If you want to keep an enterprise of any sort alive, you have to keep selling it. You must never assume that people understand why you exist, what you believe, or where you’re going. Every day is a new opportunity to present your vision – and you must do it in a way that makes sense to your audience.
D.A. Carson has said it something like this: One generation believes in something. The next generation assumes it. The third generation forgets it, and the fourth generation denies it. I think he’s on to something. Culture varies from place to place. Some are ahead of, or behind the curve. Overall though, I think America is roughly in the same place with Christianity.
“I want my life to fit in this book one day.” – Francis Chan
Just to expound on one of his points in this clip, what do we do that is weird? Is it worth it? What would it look like if it were in the bible?
Then the church in Thessalonica, which Paul had founded, split because Apollos was a much better speaker.
And the church west of Ephesus died because of their worship style.
3000 people were saved on that day, but they never met again because the church service was for too early.
How embarrassing would that be? It’s a good thing that today’s church won’t be recorded in the bible. But then again, it will be recorded. So what will those that come after think of us? Just a thought to bother you on your day off. You’re welcome. 🙂
Jesus said “Blessed are the peacemakers”.
He did not say “Blessed are the peacekeepers”.
It may sound trivial, but there is an enormous difference.
Peacekeepers seem to have a godly motivation.
“Peace” sounds like a good thing, after all. But peace is not a goal, it is a result.
Peacekeepers don’t want to rock the boat.
Peacekeepers want to please people.
But stasis and people-pleasing are not godly ideals.
Let’s be honest – peacekeeping is little more than avoidance and denial.
Peacemakers, on the other hand, aren’t afraid to break some eggs. If the boat is going in the wrong direction, shouldn’t somebody rock it? Sometimes it takes a troublemaker to start a reformation. Isn’t that what we should be all about? We should be in the business of shaking things up and making people uncomfortable. I don’t see that Jesus ever intended for us to be comfortable.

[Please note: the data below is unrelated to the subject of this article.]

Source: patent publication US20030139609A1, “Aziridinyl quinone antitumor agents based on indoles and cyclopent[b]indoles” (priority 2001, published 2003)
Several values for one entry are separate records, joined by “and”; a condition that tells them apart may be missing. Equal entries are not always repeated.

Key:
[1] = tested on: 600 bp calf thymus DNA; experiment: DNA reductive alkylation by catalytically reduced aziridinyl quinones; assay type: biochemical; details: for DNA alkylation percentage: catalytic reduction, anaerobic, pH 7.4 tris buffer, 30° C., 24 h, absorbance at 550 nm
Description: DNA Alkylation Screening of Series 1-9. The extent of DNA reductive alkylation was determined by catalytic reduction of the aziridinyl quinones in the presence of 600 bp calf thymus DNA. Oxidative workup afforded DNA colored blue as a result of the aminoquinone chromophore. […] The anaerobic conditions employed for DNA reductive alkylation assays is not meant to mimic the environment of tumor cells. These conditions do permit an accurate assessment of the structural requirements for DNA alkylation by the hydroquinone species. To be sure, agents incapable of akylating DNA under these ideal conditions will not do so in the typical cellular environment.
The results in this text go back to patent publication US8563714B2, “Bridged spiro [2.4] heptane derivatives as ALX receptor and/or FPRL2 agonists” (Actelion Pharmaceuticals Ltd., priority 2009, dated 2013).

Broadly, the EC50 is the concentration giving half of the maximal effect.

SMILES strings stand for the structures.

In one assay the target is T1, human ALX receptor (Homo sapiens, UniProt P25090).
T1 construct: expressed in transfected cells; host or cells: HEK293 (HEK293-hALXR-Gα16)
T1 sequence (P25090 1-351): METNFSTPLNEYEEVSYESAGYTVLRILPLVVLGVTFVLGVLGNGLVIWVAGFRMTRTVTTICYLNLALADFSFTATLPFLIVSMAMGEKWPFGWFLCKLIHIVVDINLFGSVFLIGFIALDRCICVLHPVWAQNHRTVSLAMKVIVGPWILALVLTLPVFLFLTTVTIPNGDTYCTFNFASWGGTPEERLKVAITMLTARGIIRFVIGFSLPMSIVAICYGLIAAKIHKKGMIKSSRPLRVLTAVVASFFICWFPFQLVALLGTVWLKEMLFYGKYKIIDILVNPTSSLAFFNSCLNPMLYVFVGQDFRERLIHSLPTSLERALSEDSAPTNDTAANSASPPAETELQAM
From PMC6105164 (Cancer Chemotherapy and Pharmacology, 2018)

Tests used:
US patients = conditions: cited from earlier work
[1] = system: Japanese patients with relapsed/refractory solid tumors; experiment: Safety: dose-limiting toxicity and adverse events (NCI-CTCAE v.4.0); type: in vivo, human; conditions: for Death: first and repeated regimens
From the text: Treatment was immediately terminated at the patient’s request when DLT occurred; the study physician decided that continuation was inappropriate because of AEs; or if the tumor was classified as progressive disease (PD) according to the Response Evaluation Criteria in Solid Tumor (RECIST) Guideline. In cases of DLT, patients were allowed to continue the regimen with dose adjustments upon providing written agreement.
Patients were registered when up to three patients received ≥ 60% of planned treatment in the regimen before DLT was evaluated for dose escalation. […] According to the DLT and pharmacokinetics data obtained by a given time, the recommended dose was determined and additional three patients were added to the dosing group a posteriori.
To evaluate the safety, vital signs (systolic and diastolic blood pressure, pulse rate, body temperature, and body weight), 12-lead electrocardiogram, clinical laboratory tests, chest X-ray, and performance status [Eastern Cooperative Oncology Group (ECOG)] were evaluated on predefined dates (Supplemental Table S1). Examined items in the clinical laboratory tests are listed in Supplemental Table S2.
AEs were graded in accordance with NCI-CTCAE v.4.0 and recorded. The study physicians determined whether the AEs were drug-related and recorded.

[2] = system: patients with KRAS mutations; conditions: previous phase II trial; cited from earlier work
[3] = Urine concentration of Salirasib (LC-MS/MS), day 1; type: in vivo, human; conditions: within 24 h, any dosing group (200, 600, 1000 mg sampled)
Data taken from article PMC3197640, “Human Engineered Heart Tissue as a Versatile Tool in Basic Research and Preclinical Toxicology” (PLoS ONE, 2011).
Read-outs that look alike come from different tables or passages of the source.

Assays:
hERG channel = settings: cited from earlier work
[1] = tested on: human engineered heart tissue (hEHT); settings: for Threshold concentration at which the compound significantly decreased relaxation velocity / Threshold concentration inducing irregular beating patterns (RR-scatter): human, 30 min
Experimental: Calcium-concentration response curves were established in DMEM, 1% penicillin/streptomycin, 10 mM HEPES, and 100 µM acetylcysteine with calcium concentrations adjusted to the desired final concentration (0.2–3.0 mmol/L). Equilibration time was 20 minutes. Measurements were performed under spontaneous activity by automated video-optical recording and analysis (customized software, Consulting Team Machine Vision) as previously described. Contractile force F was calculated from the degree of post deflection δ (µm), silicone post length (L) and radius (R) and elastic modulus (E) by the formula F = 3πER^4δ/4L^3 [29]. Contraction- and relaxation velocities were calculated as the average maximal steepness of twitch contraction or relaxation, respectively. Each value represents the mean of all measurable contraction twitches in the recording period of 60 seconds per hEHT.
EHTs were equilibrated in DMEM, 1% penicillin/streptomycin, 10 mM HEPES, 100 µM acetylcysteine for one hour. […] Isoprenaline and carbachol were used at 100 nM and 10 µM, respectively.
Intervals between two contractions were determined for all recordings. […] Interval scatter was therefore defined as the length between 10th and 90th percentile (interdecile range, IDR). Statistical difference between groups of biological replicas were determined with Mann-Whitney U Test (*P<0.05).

I think it’s time to stop the peacekeeping and start the peacemaking.
“Unless the Lord builds the house, its builders labor in vain” – Ps. 127:1
Notice the beginning. “Unless the Lord…” Ultimately, isn’t everything meaningless if we don’t have our priorities right? If the Lord orders our life, everything will fall into place. It’s when we go off on our own that we really louse it up.
But that should be a given. If we are truly Christians, our days, our lives, our calendars, our checkbooks will all be ordered according to God’s will. For as we go on, we should become more and more like him.
But that’s not what struck me when I saw this verse recently. What struck me was the second half. Or more specifically, the inverse of it. If we take the opposite position that the verse implies, we get “if the Lord builds the house, the workers do not labor in vain.”
If you were to skip church this Sunday, would anyone miss you?
I don’t mean would your friends notice, although it is good to be connected! What I mean is this: What vital church functions would go undone? What programs would suffer? What needs would go unmet?
If the answer is none, then you are doing it wrong.
Let it sink in. Feel free to feel convicted. If the shoe fits…
Am I condemning you? No. Well, maybe. Let me ask this: Why do you go to church? What is the point? (If this sounds familiar, I might have mentioned it before.) Are you going to be fed? To learn? To see friends? To hear the band? None of these are bad things. (To be honest, the majority of our idols aren’t even bad things. They are good things done wrong.) But if Sunday morning is all about you, or all about you feeling God, then you’re doing it wrong.